Ross Douthat at the Times was one of those pundits who told us again and again that Trump’s ceiling couldn’t rise high enough for the nomination, never mind the White House. I called Douthat wrong then, so let me give him some credit for being right now, in his column published two days ago. He wrote “areas once considered relatively apolitical now have (or are being pushed to have) an overtly left-wing party line.” And:

Among millennials, especially, there’s a growing constituency for whom right-wing ideas are so alien or triggering, left-wing orthodoxy so pervasive and unquestioned, that supporting a candidate like Hillary Clinton looks like a needless form of compromise….The feeling of being suffocated by the left’s cultural dominance is turning voting Republican into an act of cultural rebellion — which may be one reason the Obama years, so good for liberalism in the culture, have seen sharp G.O.P. gains at every level of the country’s government.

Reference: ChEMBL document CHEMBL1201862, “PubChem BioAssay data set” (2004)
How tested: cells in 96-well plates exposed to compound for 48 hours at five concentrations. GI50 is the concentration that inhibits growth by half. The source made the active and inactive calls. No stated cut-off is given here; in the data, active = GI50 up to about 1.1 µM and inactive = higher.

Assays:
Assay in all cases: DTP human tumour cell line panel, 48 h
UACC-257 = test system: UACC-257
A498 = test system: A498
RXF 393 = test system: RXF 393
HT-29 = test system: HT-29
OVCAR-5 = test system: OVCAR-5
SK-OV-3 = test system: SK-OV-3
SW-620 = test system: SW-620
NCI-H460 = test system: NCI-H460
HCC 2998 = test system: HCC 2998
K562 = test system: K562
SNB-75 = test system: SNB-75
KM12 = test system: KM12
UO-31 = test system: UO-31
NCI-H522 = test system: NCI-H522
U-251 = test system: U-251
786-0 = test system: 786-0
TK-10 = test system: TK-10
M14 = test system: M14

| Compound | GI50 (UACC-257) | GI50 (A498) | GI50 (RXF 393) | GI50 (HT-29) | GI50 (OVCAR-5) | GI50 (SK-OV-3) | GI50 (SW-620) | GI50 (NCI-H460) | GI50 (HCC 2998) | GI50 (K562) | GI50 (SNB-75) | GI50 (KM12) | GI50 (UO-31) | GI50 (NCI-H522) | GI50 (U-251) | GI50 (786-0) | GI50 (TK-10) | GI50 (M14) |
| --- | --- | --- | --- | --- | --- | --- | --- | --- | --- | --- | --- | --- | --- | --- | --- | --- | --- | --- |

I don’t agree with Douthat’s conservatism, but he’s not wrong here. The left is winning a culture war right now. And as it runs up the score, the middle turns slightly rightward.

It’s kind of amazing to think that Russia will invade the Baltics, South Korea and Japan will be told to (and will) develop nukes, Iran’s peace treaty will be shredded and it will have nukes by 2020, Mexico will stop helping us catch terrorists, our economy will take a Brexit-like plunge, our civil liberties and police state impunity will return to 2002 levels…all because the left couldn’t stop trans-friendly bathrooms going from a non-issue in 2015 to a life-or-death issue in 2016. (Of course I agree that anyone should use any bathroom. I just think that shouldn’t have been the Democrats’ only original idea this year.)

Or, more likely, we’ll dodge that bullet by a few whiskers in a few key swing states. Either way, the Ceiling-Feeling Election of 2016 is nothing if not a cautionary tale.